Theorizing Fiction in Film Non/Fiction: Some Thoughts on Recent German Film Theory

Mario Slugan


Despite fiction film arguably being the privileged object of film theory the notion of “fiction” has been undertheorized by film scholars in general and those working in German in particular. Perhaps the most important exception to this trend has been Gertrud Koch and Christiane Voss’ (2009) edited volume on fiction on the intersection of philosophy, film, and media studies. This paper tackles two of the most notable film scholarly contributions to the volume – Koch’s and Vinzenz Hediger’s – and their attempts to define fiction in terms of medium properties as well as their efforts to articulate all photographic films as simultaneously fictional and nonfictional. In the first case, I demonstrate that medium underdetermines whether something is fictional or not. In the second, I argue that although fiction is a temporally unstable category, it is possible to distinguish between fiction and nonfiction at a given moment in time. I conclude with a call to applying Kendall L. Walton’s (1990) transmedial theory of fiction to film, by listing a number of its advantages over competing proposals and by emphasizing its suitability for investigating the change in films’ fictional status over time.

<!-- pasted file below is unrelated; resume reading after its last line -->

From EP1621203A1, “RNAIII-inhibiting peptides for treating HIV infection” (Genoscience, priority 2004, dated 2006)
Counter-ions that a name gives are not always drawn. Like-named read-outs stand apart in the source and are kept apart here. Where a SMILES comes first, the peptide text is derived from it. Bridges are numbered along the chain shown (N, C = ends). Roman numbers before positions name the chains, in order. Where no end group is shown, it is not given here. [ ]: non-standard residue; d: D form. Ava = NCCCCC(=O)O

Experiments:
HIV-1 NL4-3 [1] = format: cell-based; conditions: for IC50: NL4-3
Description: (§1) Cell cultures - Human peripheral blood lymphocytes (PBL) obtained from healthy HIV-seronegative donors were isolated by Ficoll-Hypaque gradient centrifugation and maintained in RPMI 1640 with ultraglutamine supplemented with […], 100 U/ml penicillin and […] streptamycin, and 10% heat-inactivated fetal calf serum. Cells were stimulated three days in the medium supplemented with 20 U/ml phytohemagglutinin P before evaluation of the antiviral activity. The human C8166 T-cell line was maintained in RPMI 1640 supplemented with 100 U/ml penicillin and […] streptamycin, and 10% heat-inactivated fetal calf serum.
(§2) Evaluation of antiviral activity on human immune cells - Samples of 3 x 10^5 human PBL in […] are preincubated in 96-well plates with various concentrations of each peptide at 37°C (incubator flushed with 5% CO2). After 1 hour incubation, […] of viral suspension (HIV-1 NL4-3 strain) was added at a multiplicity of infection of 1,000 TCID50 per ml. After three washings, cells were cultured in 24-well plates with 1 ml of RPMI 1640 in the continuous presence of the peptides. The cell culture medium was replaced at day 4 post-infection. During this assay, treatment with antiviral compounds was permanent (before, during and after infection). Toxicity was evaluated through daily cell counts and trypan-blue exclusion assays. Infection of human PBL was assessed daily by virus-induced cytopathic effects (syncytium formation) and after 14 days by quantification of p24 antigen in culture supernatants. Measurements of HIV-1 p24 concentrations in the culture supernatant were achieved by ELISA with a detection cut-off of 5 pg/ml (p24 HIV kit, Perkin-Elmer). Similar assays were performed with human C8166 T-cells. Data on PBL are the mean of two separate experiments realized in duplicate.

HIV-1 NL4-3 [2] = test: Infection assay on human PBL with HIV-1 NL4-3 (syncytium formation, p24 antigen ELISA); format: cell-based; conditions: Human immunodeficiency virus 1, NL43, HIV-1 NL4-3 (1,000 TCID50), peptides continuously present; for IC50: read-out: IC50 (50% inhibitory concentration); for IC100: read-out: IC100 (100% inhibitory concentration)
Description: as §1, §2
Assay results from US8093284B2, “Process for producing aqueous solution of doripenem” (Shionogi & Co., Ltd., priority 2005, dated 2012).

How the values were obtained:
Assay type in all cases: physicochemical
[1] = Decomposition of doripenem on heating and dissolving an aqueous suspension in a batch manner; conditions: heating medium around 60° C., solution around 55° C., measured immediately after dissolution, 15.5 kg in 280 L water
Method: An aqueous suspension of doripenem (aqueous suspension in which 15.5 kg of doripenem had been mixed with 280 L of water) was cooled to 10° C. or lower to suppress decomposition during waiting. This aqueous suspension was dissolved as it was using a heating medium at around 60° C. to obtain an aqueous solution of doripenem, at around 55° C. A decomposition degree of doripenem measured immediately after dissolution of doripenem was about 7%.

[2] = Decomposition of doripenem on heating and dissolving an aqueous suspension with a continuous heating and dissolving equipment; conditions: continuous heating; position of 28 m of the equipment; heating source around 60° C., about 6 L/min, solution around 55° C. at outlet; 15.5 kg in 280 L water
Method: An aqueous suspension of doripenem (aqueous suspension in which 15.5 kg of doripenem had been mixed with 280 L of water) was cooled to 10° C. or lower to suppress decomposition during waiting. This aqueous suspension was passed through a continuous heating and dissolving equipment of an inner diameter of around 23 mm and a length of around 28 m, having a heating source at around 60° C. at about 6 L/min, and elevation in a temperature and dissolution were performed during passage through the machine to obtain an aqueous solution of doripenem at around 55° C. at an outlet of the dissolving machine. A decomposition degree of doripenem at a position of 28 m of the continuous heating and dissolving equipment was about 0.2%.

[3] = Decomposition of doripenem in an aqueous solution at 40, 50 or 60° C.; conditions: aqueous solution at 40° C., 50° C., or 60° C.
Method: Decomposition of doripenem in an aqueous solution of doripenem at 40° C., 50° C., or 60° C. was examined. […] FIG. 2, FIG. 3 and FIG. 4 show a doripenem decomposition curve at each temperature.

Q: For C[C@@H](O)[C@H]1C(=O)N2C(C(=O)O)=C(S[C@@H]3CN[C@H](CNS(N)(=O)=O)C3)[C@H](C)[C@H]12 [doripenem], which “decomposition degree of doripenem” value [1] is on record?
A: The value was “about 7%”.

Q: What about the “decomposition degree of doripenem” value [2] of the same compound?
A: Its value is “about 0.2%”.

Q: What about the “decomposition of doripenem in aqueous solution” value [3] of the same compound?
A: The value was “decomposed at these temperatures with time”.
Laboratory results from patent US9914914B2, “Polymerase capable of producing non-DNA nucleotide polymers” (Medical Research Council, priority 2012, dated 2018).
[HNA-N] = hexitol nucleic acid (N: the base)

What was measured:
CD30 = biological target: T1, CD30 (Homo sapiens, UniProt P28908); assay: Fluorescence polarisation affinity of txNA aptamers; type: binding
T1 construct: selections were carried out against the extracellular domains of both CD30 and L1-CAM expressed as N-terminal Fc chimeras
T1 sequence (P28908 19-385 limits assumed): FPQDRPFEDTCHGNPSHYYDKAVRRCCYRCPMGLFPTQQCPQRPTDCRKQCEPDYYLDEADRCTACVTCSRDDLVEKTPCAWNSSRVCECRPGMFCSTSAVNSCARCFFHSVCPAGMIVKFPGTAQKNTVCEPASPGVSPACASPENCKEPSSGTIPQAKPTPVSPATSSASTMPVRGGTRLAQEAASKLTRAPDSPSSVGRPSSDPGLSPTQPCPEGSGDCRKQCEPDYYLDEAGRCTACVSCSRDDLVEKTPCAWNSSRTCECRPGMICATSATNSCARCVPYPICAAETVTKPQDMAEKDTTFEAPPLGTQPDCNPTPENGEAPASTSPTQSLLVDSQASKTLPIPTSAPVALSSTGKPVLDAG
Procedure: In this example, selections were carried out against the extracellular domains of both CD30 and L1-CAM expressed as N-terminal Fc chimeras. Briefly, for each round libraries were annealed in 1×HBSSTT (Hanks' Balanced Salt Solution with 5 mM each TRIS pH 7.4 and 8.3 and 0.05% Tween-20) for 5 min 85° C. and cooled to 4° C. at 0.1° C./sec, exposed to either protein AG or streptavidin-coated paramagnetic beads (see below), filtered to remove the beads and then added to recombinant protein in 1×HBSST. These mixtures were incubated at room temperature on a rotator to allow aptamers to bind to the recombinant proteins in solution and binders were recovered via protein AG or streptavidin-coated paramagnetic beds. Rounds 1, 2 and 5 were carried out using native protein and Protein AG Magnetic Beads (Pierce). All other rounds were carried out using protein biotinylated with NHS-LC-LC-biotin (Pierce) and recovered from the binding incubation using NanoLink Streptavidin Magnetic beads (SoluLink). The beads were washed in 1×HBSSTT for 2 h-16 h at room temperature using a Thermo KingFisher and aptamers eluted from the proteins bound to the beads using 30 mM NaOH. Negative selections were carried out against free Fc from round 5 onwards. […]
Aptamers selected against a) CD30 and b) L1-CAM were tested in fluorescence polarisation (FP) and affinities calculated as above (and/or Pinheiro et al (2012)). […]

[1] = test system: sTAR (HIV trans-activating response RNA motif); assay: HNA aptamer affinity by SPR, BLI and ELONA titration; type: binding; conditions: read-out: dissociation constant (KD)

Table of contents image from Un homme de têtes / Four Troublesome Heads (Georges Méliès, 1898, France).


Kendall L. Walton; Gertrud Koch; Vinzenz Hediger; Christian Metz; André Bazin; theory of fiction; fiction as make-believe; fiction film; documentary

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Apparatus. ISSN 2365-7758